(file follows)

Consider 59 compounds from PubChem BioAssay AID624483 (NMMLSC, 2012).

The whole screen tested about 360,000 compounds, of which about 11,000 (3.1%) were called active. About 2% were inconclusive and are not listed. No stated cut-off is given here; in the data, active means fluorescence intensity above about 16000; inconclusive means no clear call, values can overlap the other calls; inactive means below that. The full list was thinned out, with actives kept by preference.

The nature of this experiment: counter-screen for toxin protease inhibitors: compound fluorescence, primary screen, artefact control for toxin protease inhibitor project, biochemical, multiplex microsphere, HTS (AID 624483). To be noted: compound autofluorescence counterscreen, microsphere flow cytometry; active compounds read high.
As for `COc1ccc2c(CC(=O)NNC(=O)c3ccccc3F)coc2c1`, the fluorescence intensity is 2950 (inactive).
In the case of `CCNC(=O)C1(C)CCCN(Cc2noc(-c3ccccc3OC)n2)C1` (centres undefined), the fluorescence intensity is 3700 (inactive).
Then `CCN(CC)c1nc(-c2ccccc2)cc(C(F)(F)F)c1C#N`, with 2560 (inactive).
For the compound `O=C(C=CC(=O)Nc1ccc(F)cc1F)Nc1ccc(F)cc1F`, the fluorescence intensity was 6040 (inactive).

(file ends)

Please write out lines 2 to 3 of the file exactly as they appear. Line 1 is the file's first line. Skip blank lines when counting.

The whole screen tested about 360,000 compounds, of which about 11,000 (3.1%) were called active. About 2% were inconclusive and are not listed. No stated cut-off is given here; in the data, active means fluorescence intensity above about 16000; inconclusive means no clear call, values can overlap the other calls; inactive means below that. The full list was thinned out, with actives kept by preference.

The nature of this experiment: counter-screen for toxin protease inhibitors: compound fluorescence, primary screen, artefact control for toxin protease inhibitor project, biochemical, multiplex microsphere, HTS (AID 624483). To be noted: compound autofluorescence counterscreen, microsphere flow cytometry; active compounds read high.